The tips in this article complement the curriculum of the Travel Writing program at MatadorU.

IT’S NO original insight that writing can be a problematic gig vis-à-vis your mental health.

This seemed evident again on the way to the bank last week when I saw a Mapuche man with the perfect look of a TV or movie ‘Indian chief’ only he was dressed more or less like me (jeans, collared shirt) and stood on the sidewalk unwrapping a stick of gum.

Suddenly I thought of a short story or perhaps feature film idea where the protagonist’s brain is wired so that whenever he sees someone, their clothing, hairstyle, jewelry, all magically revert back several generations to their original ‘ethnicity’.

In this case the Indian man would have on skins, possibly war paint. The girl of what appeared to be Spanish descent walking by us with the ass-enhancing pantware would instead have on some kind off Medieval gown. My wife (of Swiss, German descent), would be sporting an Oktoberfest maiden’s beer serving apparel and Teutonic braids. That sort of thing.

Of course even as I was visualizing all of this I realized that (a) trying to apply any kind of reductionism to one’s ethnic lineage seemed dubious and deluded and borderline dangerous, (b) presenting people this way was far less interesting and life-affirming than seeing their ‘real’ reality right at present time, ground level, (c) part of this idea occurred surely because I have a tendency to reduce people this way myself, say 14% of the time–not appearance-wise, but more a form of cultural / behavioral stereotyping, and (d) the beleaguered protagonist could be played by Ashton Kutcher in a ‘breakout’ production which somehow involved Twitter, Larry King, and the first ever “real-time major motion picture experience with live social media back chat.”

Actually I just invented that last one. By the third or fourth step past the Mapuche man I’d already given up on the idea.

Instead of contriving a story arc wherein Kutcher’s character learns to ‘see people for themselves’ (the payoff of which would surely hinge on a make-out scene with someone ambiguously ‘ethnic’ (but definitely hot)), I began to think about ways of seeing people that can sabotage your writing. Here’s what I have so far:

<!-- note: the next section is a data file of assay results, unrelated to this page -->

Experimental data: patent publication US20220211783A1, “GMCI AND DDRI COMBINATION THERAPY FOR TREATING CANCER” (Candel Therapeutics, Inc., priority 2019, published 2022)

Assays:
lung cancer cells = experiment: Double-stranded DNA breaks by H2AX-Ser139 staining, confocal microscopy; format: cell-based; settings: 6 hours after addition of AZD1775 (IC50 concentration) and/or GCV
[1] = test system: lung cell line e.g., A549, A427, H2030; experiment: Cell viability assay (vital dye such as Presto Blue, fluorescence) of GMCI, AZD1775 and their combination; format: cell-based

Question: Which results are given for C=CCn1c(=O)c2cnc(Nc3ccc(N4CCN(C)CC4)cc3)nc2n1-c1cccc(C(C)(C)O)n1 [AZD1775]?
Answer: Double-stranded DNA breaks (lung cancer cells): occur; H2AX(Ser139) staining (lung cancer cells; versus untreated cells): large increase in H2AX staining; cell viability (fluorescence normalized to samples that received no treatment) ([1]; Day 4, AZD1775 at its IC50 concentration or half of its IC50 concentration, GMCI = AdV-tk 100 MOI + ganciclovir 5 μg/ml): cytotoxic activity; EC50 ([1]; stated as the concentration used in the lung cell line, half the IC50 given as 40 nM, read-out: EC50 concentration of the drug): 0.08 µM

1. Romanticizing someone else’s life (Ex.: A mountain guide in Ecuador.)

2. Appropriating someone else’s problems / struggle as your own. (Local people being displaced by newer, wealthier immigrants or tourism.)

3. Believing that someone is a “father / mother / brother / sister figure”

4. Making assumptions based on cultural heritage.

5. Isolating people from time / place / family relationships so that they become, essentially, symbols or simply props for the narrator or author’s ego.

6. Attributing the emotions someone made you feel (especially if you’re observing them from a distance instead of interacting) back to them. (Ex. “The carefree Cuban woman.”)

7. Dismissing material / economic connections between yourself and others (The “incredibly affable taxi drivers,” in Costa Rica.)

8. Seeing people exclusively through the filter of strictly-held philosophical, religious, or artistic beliefs / aesthetics.

For travel writers moving quickly through a place, it’s easy to fall into the trap of writing quick notes or impressions, which by default tend to reduce people to symbols or caricatures.

More difficult, more time consuming, is digging for the people’s voices and stories over time and finding common ground in spite of cultural differences, language, and geography.

Finally, how to ‘overcome’ problematic ways of seeing people? The first step is obviously recognizing when you’re doing it. Just being self aware–knowing that you have certain ways you look at things and being as transparent about it all as you can–goes a long way.

*The travel writing course from MatadorU gives you access to freelance leads for paid travel writing, travel jobs, and press trips, as well as connections to travel editors at Matador and beyond.